Matthew Booth, a Red Hat senior software engineer, revealed a few expected improvements at the Red Hat Summit this week. RHEL’s P2V conversion tool, virt-p2v, is still fairly new, so the company is working on faster conversion times and improved fixed-storage transfer options, Booth said.
If your organization is just starting to virtualize, P2V conversion is a critical first step. Slow conversions can complicate virtualization implementations, so RHEL 6 needs to step up its game in this area.
BOSTON — Red Hat Enterprise Virtualization (RHEV) has about 500 customers worldwide, and more than half are existing VMware users.
“We also have customers who have a lot of VMware,” he said. “That’s actually the majority of our customers right now.”
These VMware users are looking for more affordable alternatives to virtualize more of their infrastructure, he said.
“One of the major issues comes down to cost,” he added. “VMware is a fairly expensive product, and there are lots of applications in my environment that I’d like to virtualize that I can’t at $3,000 a socket.”
About two-thirds of RHEV users are existing Red Hat customers (either Red Hat Enterprise Linux or JBoss), Dubuque said. And in addition to the 500 customers, there are another “couple hundred” active proof-of-concept deployments, he said.
Dubuque also previewed RHEV 3, which will come out by the end of the year.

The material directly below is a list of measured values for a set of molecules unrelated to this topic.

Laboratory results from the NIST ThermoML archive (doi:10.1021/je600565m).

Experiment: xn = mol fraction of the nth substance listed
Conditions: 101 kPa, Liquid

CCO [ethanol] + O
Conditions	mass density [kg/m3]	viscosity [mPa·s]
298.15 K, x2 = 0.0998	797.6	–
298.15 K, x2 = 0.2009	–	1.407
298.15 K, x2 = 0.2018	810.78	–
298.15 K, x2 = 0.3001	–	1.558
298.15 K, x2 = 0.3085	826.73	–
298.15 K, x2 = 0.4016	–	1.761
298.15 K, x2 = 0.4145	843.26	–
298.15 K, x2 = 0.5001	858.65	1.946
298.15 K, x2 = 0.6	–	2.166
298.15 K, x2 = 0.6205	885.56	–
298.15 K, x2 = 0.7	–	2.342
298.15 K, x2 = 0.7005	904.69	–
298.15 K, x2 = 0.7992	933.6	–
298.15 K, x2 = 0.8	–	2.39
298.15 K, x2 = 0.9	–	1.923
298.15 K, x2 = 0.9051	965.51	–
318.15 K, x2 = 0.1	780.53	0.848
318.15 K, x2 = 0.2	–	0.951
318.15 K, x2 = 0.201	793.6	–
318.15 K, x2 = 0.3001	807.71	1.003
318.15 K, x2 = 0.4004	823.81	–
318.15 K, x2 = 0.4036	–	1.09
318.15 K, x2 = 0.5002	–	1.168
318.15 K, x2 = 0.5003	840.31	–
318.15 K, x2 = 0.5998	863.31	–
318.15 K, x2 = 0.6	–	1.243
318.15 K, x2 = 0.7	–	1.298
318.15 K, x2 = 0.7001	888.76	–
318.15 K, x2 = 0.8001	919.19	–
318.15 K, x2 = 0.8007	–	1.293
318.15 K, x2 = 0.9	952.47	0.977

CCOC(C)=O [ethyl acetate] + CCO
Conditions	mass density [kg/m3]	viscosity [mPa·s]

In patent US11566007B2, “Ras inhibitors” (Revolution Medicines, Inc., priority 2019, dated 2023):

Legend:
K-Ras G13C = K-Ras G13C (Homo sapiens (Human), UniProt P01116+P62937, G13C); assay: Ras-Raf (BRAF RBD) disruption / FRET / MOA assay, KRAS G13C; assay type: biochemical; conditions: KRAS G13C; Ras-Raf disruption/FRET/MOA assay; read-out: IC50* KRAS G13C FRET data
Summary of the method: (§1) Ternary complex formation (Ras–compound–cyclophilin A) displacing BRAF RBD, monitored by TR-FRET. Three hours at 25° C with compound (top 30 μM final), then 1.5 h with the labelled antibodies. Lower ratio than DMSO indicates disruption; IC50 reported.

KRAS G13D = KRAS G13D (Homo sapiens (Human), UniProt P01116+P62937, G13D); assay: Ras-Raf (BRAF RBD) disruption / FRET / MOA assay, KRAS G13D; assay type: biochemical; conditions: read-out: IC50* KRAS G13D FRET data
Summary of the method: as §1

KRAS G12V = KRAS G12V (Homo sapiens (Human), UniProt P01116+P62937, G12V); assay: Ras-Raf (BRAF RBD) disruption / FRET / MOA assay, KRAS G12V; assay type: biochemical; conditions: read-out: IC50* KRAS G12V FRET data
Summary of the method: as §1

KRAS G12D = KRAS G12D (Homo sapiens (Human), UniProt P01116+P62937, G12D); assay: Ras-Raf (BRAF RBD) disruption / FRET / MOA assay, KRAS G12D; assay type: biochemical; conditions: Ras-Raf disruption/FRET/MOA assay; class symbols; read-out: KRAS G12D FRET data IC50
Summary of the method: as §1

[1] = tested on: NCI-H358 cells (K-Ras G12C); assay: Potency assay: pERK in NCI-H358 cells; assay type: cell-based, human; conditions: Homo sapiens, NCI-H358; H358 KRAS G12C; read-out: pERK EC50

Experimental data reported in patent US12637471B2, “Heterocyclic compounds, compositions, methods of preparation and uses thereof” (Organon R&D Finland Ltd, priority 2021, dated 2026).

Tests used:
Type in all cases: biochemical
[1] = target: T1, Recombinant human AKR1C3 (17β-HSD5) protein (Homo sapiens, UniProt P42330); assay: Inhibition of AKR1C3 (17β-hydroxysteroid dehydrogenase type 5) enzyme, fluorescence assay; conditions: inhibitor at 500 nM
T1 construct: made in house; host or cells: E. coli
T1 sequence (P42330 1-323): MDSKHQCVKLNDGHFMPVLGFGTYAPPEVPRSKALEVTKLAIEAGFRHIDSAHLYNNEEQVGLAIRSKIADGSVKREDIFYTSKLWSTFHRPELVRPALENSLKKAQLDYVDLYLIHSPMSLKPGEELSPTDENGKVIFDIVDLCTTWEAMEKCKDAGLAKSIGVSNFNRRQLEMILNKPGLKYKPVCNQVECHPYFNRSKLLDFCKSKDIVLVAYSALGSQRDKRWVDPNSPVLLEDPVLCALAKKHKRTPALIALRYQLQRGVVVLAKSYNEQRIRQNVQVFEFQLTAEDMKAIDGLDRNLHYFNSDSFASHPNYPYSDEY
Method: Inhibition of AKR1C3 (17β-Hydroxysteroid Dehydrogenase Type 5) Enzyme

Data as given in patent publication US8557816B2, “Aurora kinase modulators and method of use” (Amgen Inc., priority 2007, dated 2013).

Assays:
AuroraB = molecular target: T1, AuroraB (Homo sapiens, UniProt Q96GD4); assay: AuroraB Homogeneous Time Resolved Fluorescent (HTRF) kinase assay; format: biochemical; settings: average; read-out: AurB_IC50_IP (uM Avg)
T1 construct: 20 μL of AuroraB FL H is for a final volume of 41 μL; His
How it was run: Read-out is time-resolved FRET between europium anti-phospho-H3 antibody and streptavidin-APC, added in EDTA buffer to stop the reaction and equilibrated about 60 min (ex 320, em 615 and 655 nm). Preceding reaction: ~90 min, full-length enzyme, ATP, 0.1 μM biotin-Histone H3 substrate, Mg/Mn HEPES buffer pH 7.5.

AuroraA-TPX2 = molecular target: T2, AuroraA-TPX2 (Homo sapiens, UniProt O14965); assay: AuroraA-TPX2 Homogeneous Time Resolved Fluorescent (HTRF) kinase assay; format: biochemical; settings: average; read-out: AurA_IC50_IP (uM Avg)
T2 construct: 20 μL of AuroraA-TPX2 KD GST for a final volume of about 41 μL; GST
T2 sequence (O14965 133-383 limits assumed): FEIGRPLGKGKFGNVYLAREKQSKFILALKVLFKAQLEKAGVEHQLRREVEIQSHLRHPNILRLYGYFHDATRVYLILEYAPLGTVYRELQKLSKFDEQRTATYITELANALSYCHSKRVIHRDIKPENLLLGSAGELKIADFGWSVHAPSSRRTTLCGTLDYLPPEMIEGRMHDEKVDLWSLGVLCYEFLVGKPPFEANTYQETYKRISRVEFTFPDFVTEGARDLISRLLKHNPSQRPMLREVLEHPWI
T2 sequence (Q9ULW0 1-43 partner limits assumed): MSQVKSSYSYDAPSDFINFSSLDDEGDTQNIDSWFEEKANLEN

BOSTON — New details have emerged regarding Red Hat Enterprise Virtualization (RHEV) 3.
Chuck Dubuque, a Red Hat product marketing manager, shared the details during a RHEV overview session here at the Red Hat Summit. He said a RHEV 3 beta will come out later this summer, and the final version will be out by the end of 2011.
RHEV 3 will support the following density numbers:
- 4,096 cores per CPU
- 64 TB of RAM per host
- Up to 32 vCPUs per guest (with support for 64 vCPUs in the works)
- 1 TB RAM per guest
- 200 hosts per cluster
In addition, RHEV 3 will no longer require Windows to run its management component. The release will not include storage live migration, but Dubuque said “we’re working on that now” and it should be available in Red Hat Enterprise Linux 6.2 or 6.3, due sometime next year.
BOSTON — Your choice of hypervisor is a vote for the future of IT. And to choose VMware is to vote against the promise of cloud computing.
That’s been the message from Red Hat executives here at the Red Hat Summit. During yesterday afternoon’s keynote, CEO Jim Whitehurst said vendors that market full cloud solutions are trying to lock customers into their stacks, and they’re just delivering the “same old stuff under new names.” If IT chooses this model instead of the open source approach, he said, “we as an industry are deciding who is going to be the next Microsoft.”
As I wrote last week, VMware is clearly aiming to be the next Microsoft, but at an open source conference, being called “the next Microsoft” is most definitely not a compliment.
“Deep down, Maritz and his colleagues know the traditional operating system isn’t going anywhere anytime soon.”
I wrote that sentence last month, when I argued that VMware’s iPad app actually strengthens IT’s reliance on Windows, not diminishes it. Although CEO Paul Maritz and co. have been banging the “death of the traditional operating system” drum for years now, their vision of VMware as a Windows OS killer is still a pipe dream.
And honestly, if VMware execs wanted to compete head-on with Microsoft in the OS market, they could’ve gone and acquired Novell when they had the chance. The fact that they didn’t is telling. They’d rather attack the traditional OS indirectly, through the applications market, and this strategy has really come together in the past few weeks.